Author Topic: Becoming a teacher  (Read 1439 times)


  • 5 O'Clock Shadow
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  • Posts: 19
Becoming a teacher
« on: May 11, 2017, 11:33:15 AM »
Hey friends,

So my job as a carpenter is starting to dead end and I'm looking to jump ship before I'm totally burnt. I've always wanted to be a teacher, but all the information I've found online seems like an ad for one online college or another. Does anyone have the straight juice on this one? What is the process? How is the pay? I know there's supposed to be a ton of time off but how much exactly. Is there any activities outside of the process that you'd recommend to build your teaching skills, like say volunteering.

I live in New York City with my SO,  although whether or not we're here for until we FIRE is up in the air. I know there are both state and national certifications, how do they differ?
 I'm a practicing artist also so I'd want to teach art or shop class although I know those offering are few and far between (shop, that is). I had a 3.49 gpa in college and I hold a BFA.

Thanks so much,

Secretly Saving

  • Bristles
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  • Posts: 418
Re: Becoming a teacher
« Reply #1 on: May 11, 2017, 12:04:44 PM »
Every state is different.  You'll want to look at the details for NY state.  The link below explains the pathways to certification for NY.  Click on the appropriate candidate profile that matches you. 

Because you are moving over from a previous career, you will find a different career pathway available than say someone who went to school, got a degree in Education and got their certification while in college.

These are the types of certificates available in NY:   You will most likely want to pursue a "Career and Technical Readiness" degree.

This is the process from start to finish:

Good luck.


  • Bristles
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Re: Becoming a teacher
« Reply #2 on: May 11, 2017, 12:41:09 PM »
I think the sources of information mentioned are a great start, but I wouldn't do too much research until you've spent a considerable amount of time in a classroom. Ask someone if you can shadow for a few days. Try to get into 3-4 different schools and check out both art and shop classes.

If you haven't spent a day in a classroom or shop in the last 10 years, then that is definitely where you need to start. I know most of us went to school and spent years of our life there, but when look at the situation from the eyes of a future teacher things often look very different. I'm not trying to talk you out of it, just want you to have realistic expectations.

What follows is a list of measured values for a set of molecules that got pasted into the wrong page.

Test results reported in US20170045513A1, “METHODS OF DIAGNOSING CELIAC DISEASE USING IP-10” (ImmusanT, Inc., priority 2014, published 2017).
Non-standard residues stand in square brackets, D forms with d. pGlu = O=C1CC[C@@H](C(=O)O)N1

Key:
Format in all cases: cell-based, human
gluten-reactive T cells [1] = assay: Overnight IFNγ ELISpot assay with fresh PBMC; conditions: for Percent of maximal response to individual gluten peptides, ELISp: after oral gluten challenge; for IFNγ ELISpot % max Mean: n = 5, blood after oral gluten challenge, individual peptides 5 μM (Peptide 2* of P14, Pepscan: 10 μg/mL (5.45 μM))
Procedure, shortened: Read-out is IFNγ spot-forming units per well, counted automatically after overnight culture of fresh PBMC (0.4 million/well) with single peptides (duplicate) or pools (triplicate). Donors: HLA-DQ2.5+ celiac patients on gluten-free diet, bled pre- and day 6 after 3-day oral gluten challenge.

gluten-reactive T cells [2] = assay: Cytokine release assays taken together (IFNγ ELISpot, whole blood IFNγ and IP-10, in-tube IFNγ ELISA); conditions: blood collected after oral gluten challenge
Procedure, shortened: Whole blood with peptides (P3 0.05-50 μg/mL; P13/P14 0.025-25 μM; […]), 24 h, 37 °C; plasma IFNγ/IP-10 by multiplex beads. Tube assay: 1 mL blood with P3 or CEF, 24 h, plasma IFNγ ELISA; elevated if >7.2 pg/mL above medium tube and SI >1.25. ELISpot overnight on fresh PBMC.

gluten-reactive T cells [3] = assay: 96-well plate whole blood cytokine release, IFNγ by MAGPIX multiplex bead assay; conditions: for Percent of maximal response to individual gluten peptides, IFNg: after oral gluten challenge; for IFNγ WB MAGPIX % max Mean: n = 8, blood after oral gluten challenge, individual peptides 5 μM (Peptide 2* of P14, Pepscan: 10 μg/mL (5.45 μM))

• Handlebar Stache
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Re: Becoming a teacher
« Reply #3 on: May 11, 2017, 01:05:22 PM »
Can you sub in NY without a certificate? I know that varies by state, and a lot of states will get you an emergency certificate PDQ. That would give you some time in the classroom.


  • 5 O'Clock Shadow
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  • Age: 33
  • Location: Dallas, TX
Re: Becoming a teacher
« Reply #4 on: May 11, 2017, 02:05:18 PM »
10 year Teacher.  I started teaching in NYC, and now am teaching in Texas.

There is no such thing as a national certificate to teach.  There is a national certificate but in all honesty it's a waste of money.  If you stay in NY, (at least this was the rule ten years ago), you'll need a Masters.  I'd recommend going ahead and getting your teaching certificate through a masters program than alt cert. as it is higher quality, better respected, and a lot of states you'll need it for tenure.

NY pays teachers well.  Really well.  But in the city, I'll be honest it's hard.  I did not feel that I got backed up by the admins, anywhere.

Elsewhere, the pay is . . . . eh . . . . not the best, but you can augment it.

After ten years and with a masters, I make $55K.  I do consulting work with the College Board in the summer, sub during the summer, Saturday school, and earn a stipened as dept. chair.  All, in all, that brings in an extra $5000 a year.  One secret, I have learned, as someone who has anxiety in new situations, is don't work Summer School, sub during summer school.  In all the districts I've worked in, it is the same rate as the full time teachers, you typically can pick your own hours, and you will always be needed. 

Experience is the best, so do volunteering.  When I came down to Texas, it was 2008 as the financial crisis was hitting and only had one year of professional experience.  However, I also had a year of student teaching and three years of volunteering.  The thing that got me hired or to the final two (and I got a few job offers) was the years of volunteering beforehand.

When I am hiring a teacher here is what I look for:
1.) Are you quick on your feet?  The biggest talent for a teacher is to wing it.  Had an awesome lesson using technology?  Too bad the electricity went out.  Had a great classroom discussion organized around your favorite text, and you even edited it to make it easier?  Turns out, none of the students read it or did it.
2.) Do you see yourself as an educator or as an expert on your subject?  The former last longer.  It's about educating the kids.  The latetr do not.  A teacher who tries to do Mr. Holland's Opus or Dead Poet's Society, typically will get burnt out, find your average teenager enjoys Facebook more than you, and will typically get in trouble with the admin.  A great teacher could make Algebra or Calculus or Anglo-Saxon poetry interesting.
3.) Do you read in your subject?  To contradict what I just said, one still needs to be caught up in the subject.  I always ask applicants what's the last professional and casual book or journal he or she read.  This not only tells me if one stays with the professional subject, but are you going to be interesting as a colleague.